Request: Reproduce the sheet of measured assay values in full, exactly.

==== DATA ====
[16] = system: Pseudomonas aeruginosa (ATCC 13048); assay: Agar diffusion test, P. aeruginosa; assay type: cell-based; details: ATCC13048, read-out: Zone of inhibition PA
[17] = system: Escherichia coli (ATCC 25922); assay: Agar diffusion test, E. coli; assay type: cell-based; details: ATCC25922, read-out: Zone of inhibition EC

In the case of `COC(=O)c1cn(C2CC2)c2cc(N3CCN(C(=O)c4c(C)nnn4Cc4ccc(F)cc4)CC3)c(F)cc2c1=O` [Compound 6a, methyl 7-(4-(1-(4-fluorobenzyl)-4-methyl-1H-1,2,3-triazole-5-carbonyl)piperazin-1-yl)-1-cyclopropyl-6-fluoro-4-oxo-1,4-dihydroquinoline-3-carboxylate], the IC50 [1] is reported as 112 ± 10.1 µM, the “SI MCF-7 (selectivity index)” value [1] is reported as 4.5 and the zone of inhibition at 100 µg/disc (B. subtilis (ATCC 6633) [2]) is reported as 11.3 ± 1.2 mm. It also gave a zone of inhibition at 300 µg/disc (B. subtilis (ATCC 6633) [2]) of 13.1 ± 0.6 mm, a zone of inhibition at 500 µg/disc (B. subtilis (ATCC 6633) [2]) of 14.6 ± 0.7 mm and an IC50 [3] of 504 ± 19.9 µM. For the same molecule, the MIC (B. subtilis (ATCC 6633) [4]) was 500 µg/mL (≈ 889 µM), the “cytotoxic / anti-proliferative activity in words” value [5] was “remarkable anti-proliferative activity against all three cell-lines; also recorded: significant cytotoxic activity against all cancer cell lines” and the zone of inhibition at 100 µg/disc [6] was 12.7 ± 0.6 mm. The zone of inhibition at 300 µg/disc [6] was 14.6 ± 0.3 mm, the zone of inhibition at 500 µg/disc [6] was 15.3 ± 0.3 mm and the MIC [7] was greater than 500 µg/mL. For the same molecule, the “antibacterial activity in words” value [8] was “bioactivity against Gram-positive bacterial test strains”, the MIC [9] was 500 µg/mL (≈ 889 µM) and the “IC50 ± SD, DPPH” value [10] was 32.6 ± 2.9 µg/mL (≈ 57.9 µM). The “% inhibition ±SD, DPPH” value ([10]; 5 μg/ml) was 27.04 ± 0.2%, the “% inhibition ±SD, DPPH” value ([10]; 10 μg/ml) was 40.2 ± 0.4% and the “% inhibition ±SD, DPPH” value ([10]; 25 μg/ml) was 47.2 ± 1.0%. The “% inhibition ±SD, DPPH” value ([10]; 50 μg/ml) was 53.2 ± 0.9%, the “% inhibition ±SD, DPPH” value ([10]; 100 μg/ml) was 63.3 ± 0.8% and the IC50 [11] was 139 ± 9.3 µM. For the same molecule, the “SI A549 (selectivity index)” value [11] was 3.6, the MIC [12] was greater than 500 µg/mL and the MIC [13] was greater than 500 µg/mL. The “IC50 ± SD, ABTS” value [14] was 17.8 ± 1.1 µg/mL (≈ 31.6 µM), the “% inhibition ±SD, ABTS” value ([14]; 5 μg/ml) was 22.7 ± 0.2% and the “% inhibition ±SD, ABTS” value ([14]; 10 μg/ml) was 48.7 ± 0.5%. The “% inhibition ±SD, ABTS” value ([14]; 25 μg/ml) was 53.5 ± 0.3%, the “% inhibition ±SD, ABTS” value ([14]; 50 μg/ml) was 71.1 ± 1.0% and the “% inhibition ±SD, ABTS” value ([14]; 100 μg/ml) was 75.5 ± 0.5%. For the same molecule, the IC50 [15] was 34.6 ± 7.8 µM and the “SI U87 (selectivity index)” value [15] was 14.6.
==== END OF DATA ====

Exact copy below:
[16] = system: Pseudomonas aeruginosa (ATCC 13048); assay: Agar diffusion test, P. aeruginosa; assay type: cell-based; details: ATCC13048, read-out: Zone of inhibition PA
[17] = system: Escherichia coli (ATCC 25922); assay: Agar diffusion test, E. coli; assay type: cell-based; details: ATCC25922, read-out: Zone of inhibition EC

In the case of `COC(=O)c1cn(C2CC2)c2cc(N3CCN(C(=O)c4c(C)nnn4Cc4ccc(F)cc4)CC3)c(F)cc2c1=O` [Compound 6a, methyl 7-(4-(1-(4-fluorobenzyl)-4-methyl-1H-1,2,3-triazole-5-carbonyl)piperazin-1-yl)-1-cyclopropyl-6-fluoro-4-oxo-1,4-dihydroquinoline-3-carboxylate], the IC50 [1] is reported as 112 ± 10.1 µM, the “SI MCF-7 (selectivity index)” value [1] is reported as 4.5 and the zone of inhibition at 100 µg/disc (B. subtilis (ATCC 6633) [2]) is reported as 11.3 ± 1.2 mm. It also gave a zone of inhibition at 300 µg/disc (B. subtilis (ATCC 6633) [2]) of 13.1 ± 0.6 mm, a zone of inhibition at 500 µg/disc (B. subtilis (ATCC 6633) [2]) of 14.6 ± 0.7 mm and an IC50 [3] of 504 ± 19.9 µM. For the same molecule, the MIC (B. subtilis (ATCC 6633) [4]) was 500 µg/mL (≈ 889 µM), the “cytotoxic / anti-proliferative activity in words” value [5] was “remarkable anti-proliferative activity against all three cell-lines; also recorded: significant cytotoxic activity against all cancer cell lines” and the zone of inhibition at 100 µg/disc [6] was 12.7 ± 0.6 mm. The zone of inhibition at 300 µg/disc [6] was 14.6 ± 0.3 mm, the zone of inhibition at 500 µg/disc [6] was 15.3 ± 0.3 mm and the MIC [7] was greater than 500 µg/mL. For the same molecule, the “antibacterial activity in words” value [8] was “bioactivity against Gram-positive bacterial test strains”, the MIC [9] was 500 µg/mL (≈ 889 µM) and the “IC50 ± SD, DPPH” value [10] was 32.6 ± 2.9 µg/mL (≈ 57.9 µM). The “% inhibition ±SD, DPPH” value ([10]; 5 μg/ml) was 27.04 ± 0.2%, the “% inhibition ±SD, DPPH” value ([10]; 10 μg/ml) was 40.2 ± 0.4% and the “% inhibition ±SD, DPPH” value ([10]; 25 μg/ml) was 47.2 ± 1.0%. The “% inhibition ±SD, DPPH” value ([10]; 50 μg/ml) was 53.2 ± 0.9%, the “% inhibition ±SD, DPPH” value ([10]; 100 μg/ml) was 63.3 ± 0.8% and the IC50 [11] was 139 ± 9.3 µM. For the same molecule, the “SI A549 (selectivity index)” value [11] was 3.6, the MIC [12] was greater than 500 µg/mL and the MIC [13] was greater than 500 µg/mL. The “IC50 ± SD, ABTS” value [14] was 17.8 ± 1.1 µg/mL (≈ 31.6 µM), the “% inhibition ±SD, ABTS” value ([14]; 5 μg/ml) was 22.7 ± 0.2% and the “% inhibition ±SD, ABTS” value ([14]; 10 μg/ml) was 48.7 ± 0.5%. The “% inhibition ±SD, ABTS” value ([14]; 25 μg/ml) was 53.5 ± 0.3%, the “% inhibition ±SD, ABTS” value ([14]; 50 μg/ml) was 71.1 ± 1.0% and the “% inhibition ±SD, ABTS” value ([14]; 100 μg/ml) was 75.5 ± 0.5%. For the same molecule, the IC50 [15] was 34.6 ± 7.8 µM and the “SI U87 (selectivity index)” value [15] was 14.6.